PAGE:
Probably the most recognizable HSN personality is Suzanne Somers, best known for her role as the ditzy but loveable Chrissy Snow on the popular 1970's sitcom "Three's Company." In the 1980s Suzanne became one of the first celebrities to appear on an infomercial when she began promoting the ThighMaster. Thanks to Suzanne's endorsement, the ThighMaster became one of the best-selling pieces of fitness equipment in the world, and as a result, Suzanne's fate was sealed as the reigning queen of the Home Shopping Network. After the enormity of the ThighMaster's success, Suzanne's HSN empire expanded to include several other fitness tools like the FaceMaster and the Torso Track, as well as both clothing and jewelry lines, and various skin and hair care products.

Other notable infomercial stars to have sold their products on HSN include George Foreman, Billy Blanks, and Billy Mays. George Foreman, the two-time former World Heavyweight Boxing Champion and Olympic gold medalist, traded in his boxing gloves for a pair of oven mitts when he became the spokesman for an indoor grill made by Salton, a kitchen appliance manufacturer. Once Big George signed on for the lean-mean-grilling-machine infomercials, grill sales soared - $375 million worldwide in 2002. Salton then designed several Foreman-specific products, such as the "Champ Grill." Grill sales eventually petered out, but George Foreman still remains a heavyweight in the infomercial ring endorsing his own books, vitamins, and clothing line.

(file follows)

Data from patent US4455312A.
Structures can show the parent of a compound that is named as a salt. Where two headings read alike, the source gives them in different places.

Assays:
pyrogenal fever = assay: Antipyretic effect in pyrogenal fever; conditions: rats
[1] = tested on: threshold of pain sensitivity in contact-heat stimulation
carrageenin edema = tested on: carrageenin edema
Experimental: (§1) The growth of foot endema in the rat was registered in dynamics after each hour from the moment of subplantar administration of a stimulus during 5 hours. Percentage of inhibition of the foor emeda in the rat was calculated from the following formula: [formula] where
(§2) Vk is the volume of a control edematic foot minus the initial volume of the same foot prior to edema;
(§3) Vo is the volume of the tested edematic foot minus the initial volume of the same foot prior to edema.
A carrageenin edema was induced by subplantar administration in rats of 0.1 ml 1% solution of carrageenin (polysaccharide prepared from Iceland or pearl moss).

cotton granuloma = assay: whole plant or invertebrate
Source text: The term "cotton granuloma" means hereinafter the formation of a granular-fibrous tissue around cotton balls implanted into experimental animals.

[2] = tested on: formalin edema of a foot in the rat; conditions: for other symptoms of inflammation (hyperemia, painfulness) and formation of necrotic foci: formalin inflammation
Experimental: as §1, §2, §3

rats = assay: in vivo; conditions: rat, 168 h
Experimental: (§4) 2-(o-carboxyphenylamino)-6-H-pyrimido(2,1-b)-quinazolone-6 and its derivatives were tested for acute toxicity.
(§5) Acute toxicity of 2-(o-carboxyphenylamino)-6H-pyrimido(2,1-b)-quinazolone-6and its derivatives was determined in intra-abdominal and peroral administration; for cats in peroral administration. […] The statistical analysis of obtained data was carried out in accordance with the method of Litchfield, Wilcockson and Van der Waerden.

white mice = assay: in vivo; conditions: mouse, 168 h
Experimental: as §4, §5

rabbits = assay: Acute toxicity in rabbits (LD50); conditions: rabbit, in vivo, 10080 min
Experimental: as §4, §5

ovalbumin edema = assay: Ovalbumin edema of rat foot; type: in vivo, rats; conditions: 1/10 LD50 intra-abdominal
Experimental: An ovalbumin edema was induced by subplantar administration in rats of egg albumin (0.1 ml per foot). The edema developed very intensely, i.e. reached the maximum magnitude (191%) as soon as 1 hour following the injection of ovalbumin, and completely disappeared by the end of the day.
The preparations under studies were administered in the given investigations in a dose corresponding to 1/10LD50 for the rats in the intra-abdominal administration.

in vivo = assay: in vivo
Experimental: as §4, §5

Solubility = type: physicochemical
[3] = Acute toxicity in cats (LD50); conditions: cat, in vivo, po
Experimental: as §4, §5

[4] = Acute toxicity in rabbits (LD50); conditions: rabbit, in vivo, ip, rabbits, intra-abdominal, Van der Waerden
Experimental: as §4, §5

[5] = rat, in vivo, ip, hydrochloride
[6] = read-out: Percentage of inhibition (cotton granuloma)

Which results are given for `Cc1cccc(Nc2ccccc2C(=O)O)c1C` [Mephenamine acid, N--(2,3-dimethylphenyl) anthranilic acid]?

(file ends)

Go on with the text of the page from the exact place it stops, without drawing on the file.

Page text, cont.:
Having studied karate and tae kwon do since the age of 11, Billy Blanks used the skills he acquired as a martial artist to create a new form of exercise called Tae Bo, which combines elements from both martial arts and boxing. After opening a fitness studio in Los Angeles where Blanks began teaching his new workout, Tae Bo quickly grew in popularity and started attracting celebrity followers like Paula Abdul and Carmen Electra. When Blanks joined the infomercial circuit selling Tae Bo DVDs though DRTV, he roundhouse kicked the crap out of the fitness DVD competition, and Tae Bo became somewhat of a pop culture phenomenon.